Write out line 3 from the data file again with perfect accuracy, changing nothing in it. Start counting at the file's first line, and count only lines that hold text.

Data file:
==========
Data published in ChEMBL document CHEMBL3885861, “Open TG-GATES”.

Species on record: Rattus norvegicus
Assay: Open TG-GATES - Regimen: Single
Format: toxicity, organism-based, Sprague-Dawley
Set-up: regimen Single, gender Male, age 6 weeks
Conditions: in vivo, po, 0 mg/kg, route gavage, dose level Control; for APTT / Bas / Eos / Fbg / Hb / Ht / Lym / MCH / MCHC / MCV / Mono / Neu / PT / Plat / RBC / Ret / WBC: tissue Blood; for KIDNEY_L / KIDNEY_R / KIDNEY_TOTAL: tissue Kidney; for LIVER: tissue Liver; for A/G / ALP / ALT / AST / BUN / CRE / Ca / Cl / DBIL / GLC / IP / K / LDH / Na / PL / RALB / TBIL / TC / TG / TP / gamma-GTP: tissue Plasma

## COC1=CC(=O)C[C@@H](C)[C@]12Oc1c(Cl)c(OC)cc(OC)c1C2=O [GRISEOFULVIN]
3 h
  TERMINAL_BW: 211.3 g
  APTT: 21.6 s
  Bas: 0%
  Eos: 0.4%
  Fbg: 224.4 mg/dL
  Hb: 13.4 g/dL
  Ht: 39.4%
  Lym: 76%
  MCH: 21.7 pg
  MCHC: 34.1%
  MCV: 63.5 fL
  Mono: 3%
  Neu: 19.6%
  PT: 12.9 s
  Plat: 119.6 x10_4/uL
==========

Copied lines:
Assay: Open TG-GATES - Regimen: Single